You Don't Own Real Estate - It Owns You

by: Logan Flatt, CFA

Many Americans believe that real estate can do no wrong as an asset class upon which they can build wealth. I disagree. Building wealth through real estate depends on your ability to distinguish among the three types of real estate ownership – investment, speculative, and personal. If you don’t know the differences, you may soon discover that you don’t own real estate, real estate owns you.

Investment Real Estate Puts More Cash in Your Pocket Than It Takes Out

Investment real estate refers to the ownership and operation of income-producing real estate whereby the income generated by the property – usually, rent payments from tenants – more than covers all the costs of owning and operating the property. If the income is high enough to cover all the costs of ownership and operation plus leave cash left over for the property owner, the property is said to be cash flow positive. If the income fails to cover all the costs of ownership and operation, the property is said to be cash flow negative, whereby the property owner must dig into his or her pockets to come up with the cash to pay for the remaining, uncovered costs.

A bona fide real estate investment puts more cash in your pocket than it takes out, on a repeatable, consistent basis. As such, a cash flow negative investment property is really not much of an investment at all. If you continue to hold on to a cash flow negative investment property out of pride or any other emotional attachment to the property, you are not maintaining an investment; you are maintaining a hobby. A rational real estate investor would put a stop to the repeated, consistent cash drain ASAP. In many cases, it is simply best to swallow your pride and sell a cash flow negative investment property. That way, you can let a new owner cope with the income shortfall each month while you put your sale proceeds to work in a cash flow positive investment property you can find elsewhere.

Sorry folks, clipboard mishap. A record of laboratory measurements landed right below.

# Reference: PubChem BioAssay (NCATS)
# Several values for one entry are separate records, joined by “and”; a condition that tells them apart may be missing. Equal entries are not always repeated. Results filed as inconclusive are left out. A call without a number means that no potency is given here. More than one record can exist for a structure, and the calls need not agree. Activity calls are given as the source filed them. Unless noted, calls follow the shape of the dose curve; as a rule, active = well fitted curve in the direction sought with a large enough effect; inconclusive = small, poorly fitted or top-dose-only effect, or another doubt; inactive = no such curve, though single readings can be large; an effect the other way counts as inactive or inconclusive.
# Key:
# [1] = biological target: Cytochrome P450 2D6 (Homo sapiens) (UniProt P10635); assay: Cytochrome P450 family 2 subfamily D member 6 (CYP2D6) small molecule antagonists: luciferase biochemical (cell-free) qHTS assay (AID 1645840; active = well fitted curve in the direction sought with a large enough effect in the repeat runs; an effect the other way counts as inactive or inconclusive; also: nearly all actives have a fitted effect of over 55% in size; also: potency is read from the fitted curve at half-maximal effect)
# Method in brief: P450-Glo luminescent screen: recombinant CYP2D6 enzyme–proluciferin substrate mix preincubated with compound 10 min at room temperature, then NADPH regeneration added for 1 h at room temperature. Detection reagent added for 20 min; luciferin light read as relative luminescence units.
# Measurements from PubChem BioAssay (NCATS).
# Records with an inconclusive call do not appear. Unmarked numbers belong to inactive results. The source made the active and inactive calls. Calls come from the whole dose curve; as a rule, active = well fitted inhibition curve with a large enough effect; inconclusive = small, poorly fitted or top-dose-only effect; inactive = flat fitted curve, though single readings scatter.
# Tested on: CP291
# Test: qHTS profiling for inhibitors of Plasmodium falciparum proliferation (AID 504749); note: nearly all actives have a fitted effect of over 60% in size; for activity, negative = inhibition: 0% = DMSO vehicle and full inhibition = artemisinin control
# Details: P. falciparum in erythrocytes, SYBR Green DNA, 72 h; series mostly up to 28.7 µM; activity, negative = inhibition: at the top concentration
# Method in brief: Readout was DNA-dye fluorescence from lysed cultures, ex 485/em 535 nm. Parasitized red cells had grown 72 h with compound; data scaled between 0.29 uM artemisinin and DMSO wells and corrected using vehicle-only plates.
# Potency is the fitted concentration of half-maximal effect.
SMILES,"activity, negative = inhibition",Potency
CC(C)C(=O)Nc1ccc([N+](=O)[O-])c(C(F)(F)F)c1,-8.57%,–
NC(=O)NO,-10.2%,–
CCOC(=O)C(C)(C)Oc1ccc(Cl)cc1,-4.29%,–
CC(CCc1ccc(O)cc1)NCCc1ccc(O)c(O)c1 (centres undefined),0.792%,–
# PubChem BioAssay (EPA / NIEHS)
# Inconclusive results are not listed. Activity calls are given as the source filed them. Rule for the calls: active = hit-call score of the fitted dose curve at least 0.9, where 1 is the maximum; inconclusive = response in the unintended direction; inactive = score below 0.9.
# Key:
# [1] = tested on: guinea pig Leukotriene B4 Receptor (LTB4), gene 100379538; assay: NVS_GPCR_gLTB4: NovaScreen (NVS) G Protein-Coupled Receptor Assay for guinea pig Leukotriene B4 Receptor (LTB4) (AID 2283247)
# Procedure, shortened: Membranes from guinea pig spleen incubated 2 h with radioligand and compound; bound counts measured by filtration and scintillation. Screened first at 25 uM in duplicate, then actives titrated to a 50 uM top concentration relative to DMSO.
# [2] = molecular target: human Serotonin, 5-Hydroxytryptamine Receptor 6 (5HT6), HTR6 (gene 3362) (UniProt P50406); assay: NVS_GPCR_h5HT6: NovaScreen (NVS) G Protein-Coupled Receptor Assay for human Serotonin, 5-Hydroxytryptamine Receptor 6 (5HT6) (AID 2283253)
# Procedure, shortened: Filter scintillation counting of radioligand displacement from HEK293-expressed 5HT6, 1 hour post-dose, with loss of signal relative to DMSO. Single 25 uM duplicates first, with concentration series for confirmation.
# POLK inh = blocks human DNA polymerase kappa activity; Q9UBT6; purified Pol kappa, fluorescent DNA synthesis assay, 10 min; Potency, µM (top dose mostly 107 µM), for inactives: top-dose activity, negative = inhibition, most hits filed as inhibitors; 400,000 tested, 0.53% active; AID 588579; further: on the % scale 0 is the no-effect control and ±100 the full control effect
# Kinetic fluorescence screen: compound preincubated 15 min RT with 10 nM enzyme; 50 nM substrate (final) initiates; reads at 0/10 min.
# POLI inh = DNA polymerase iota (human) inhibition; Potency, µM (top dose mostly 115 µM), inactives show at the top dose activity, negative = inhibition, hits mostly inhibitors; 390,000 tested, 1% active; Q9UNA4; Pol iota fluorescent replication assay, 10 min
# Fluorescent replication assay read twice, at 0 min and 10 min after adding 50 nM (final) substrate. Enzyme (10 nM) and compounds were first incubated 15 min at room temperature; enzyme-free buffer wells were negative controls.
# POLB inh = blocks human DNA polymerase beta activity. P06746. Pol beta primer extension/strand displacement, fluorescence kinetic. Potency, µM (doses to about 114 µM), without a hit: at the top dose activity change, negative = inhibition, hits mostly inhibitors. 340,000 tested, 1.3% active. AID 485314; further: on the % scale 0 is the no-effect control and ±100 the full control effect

Speculative Real Estate is a Bet Against the Odds

When buying real estate at or near the prevailing market price, many people firmly believe they will make a profit upon the future sale of their real estate. Unfortunately, there is wishful thinking and there is reality. Wishful thinking plays a prominent, defining role in speculative real estate. A new property owner may hope to sell his property at a higher market price in the future, but in reality, he has no idea what the future market price will be. Nobody does – all future market prices are unknown to everyone. That is, until the future arrives.

In the face of such uncertainty at the time of purchase, all the new property owner  can know is that there are three outcomes for a future market price: significantly lower than, similar to, or significantly higher than the current market price. In other words, unable to know at the time of purchase what future market prices will be, the new property owner has only 1 in 3 outcomes where he can sell his property at a future market price significantly higher than the current market price. If each outcome is equally likely, the new property owner's odds of selling his property at a highly inflated market price are low.

Unfortunately, the odds of making a profit on a property purchased at the prevailing market price are made even worse by the high transaction costs of buying and selling real estate. Even if a new owner sells his property at the similar future market price, he still loses money thanks to brokers’ commissions, legal fees, and other closing costs incurred to sell the property. He also loses money selling the property at a significantly higher future market price if that future market price is not quite high enough to cover the high transaction costs. Clearly, the odds of making a profit are against those who buy real estate at the prevailing market price and hope to sell later at a higher market price. Such is the nature of speculation and the wishful thinking that leads to it.